The Bugatti Chiron Sport is a hypercar that few people will ever see, and fewer will own. However, that doesn’t stop us from doing a bit of daydreaming and checking out the monthly cost of leasing a used Chiron Sport. Brooks Weisblat from DragTimes recently took a trip to Bugatti Broward to get a quote on a used example with just over 1,200 miles on the clock.
According to Motor1, the lease deal runs for either 24 or 36 months. The kicker here is that it requires Brooks to trade in his brand new Ferrari F8 Tributo. Worst still, he can only drive the Chiron Sport 2,500 miles per year.
What is a Bugatti Chiron Sport?
Before we dive into the numbers, let’s take a look at the car in question. The Bugatti Chiron sport made its debut back in 2018 as a lightened version of the standard Chiron. The Sport sheds 40 pounds thanks to the extensive use of carbon fiber.
The quad-turbo W16 generates just shy of 1,500 hp, about the same as the standard Chiron. Other notable improvements include a stiffened up suspension, torque vectoring, and new aerodynamic elements.
According to Bugatti, the race to 62 mph happens in just 2.4 seconds. The Chiron then races to a top speed of 261 mph. The special edition costs around $400,000 more than a standard Chiron, bringing the total price to around $3.5 million, as stated in DragTimes’ video.
If a new one is $3.5 million, how much is a used one?
The used Bugatti Chiron Sport showcased in the video is about one year old and has driven just over 1,200 miles. While Bugatti Broward won’t say on their website, the salesman in the YouTube video mentions the dealer is asking $3.3 million for the car. This means the original owner lost about $200,000 in depreciation alone in the first year.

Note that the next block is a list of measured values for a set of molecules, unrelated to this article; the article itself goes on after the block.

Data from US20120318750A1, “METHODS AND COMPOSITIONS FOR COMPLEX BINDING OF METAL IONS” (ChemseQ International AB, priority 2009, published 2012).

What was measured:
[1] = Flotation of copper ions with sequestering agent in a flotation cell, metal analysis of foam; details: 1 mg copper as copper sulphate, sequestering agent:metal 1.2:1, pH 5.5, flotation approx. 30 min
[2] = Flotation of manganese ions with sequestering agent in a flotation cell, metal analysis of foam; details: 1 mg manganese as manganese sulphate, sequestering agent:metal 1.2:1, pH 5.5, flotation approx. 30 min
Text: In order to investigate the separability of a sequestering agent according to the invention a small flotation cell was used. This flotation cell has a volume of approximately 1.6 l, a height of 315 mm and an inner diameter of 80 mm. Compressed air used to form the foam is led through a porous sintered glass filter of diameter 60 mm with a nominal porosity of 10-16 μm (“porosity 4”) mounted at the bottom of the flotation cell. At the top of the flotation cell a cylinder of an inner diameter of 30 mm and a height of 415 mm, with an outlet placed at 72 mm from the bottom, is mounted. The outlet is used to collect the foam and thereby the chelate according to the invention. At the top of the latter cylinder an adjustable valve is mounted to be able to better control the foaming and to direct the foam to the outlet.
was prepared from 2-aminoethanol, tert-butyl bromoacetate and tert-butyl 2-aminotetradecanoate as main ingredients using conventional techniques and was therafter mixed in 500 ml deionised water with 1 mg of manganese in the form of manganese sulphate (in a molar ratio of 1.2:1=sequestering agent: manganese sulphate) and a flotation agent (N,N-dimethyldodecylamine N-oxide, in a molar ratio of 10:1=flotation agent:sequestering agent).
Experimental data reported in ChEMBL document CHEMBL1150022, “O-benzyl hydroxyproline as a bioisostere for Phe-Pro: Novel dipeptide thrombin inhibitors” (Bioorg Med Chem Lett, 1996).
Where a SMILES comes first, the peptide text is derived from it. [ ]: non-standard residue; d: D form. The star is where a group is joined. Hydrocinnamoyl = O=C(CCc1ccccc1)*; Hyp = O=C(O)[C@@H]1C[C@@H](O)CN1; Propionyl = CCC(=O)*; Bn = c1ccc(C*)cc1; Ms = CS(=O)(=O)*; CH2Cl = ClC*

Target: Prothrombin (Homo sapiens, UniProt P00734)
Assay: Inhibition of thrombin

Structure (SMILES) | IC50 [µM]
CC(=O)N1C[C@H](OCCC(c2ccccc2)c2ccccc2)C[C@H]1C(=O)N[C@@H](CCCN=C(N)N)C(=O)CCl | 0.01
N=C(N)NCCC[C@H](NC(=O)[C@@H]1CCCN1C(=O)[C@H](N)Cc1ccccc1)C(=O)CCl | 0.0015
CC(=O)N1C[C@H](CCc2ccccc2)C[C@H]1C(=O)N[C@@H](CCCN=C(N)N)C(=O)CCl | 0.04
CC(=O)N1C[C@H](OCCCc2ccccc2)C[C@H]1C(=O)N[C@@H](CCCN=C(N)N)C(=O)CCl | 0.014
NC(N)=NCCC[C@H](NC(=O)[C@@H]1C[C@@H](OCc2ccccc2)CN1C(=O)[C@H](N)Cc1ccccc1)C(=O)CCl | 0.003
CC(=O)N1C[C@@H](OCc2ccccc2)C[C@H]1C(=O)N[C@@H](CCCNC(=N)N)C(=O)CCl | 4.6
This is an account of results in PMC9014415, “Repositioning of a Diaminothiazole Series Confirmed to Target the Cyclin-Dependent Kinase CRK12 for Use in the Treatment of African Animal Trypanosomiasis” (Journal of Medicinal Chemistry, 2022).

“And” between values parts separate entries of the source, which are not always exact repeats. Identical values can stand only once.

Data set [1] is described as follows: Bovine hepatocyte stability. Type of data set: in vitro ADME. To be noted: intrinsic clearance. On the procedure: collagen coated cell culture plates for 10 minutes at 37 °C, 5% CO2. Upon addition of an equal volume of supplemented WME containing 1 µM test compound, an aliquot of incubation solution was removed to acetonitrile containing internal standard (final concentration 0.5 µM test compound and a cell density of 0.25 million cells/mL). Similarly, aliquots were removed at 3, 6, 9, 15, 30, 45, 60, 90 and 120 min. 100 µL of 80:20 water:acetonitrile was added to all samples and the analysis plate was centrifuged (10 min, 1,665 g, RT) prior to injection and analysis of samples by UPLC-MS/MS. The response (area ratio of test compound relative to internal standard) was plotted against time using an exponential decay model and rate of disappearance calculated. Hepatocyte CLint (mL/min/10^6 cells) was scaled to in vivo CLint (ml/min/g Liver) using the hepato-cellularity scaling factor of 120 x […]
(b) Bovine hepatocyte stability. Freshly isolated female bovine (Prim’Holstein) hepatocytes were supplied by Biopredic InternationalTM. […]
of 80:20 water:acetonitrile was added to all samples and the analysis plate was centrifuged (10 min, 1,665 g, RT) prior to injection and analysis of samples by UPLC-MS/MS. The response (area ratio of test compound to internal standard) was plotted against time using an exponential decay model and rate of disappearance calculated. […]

Brooks received a quote for a 24-month deal and a 36-month deal. The first comes with a monthly payment of $65,950 and has a yearly mileage limit of 2,500 miles. As Motor1 reports, this means you would only be able to drive the car about 208 miles per month at the cost of about $317 per mile.
For the budget-conscious millionaire, there is a cheaper option. The 36-month lease carries a $52,196 payment but retains the same yearly mileage allowance. Let’s not forget, both of these deals include Brooks’ Ferrari F8 Tributo as a downpayment, which is worth around $350,000.
Add up all of the payments, and the used Bugatti Chiron Sport will cost Brooks about $1.9 million to own after two years.
If it’s so expensive to lease, why not just buy it?
There is no way a Bugatti Chiron Sport will ever be cheap. The difference we’re talking about here is between expensive and more expensive. So let’s calculate a hypothetical financing deal for the same Chiron Sport with basic figures.
According to Car and Driver, the average length of a used car loan is about 65 months, with an average interest rate of about 4.21 percent. In this scenario, the $3.3 million Chiron Sport would cost around $57,000 per month up to a total cost of almost $3.7 million. Keep in mind; this does not factor in taxes and other associated fees that could easily inflate that number.
Like all leases, the added benefit here is that the new potential owner would not have to deal with maintenance or worry about depreciation. If the $200,000 yearly loss continues, the car could quickly dip under the $3 million mark, making it more cost-effective to lease it.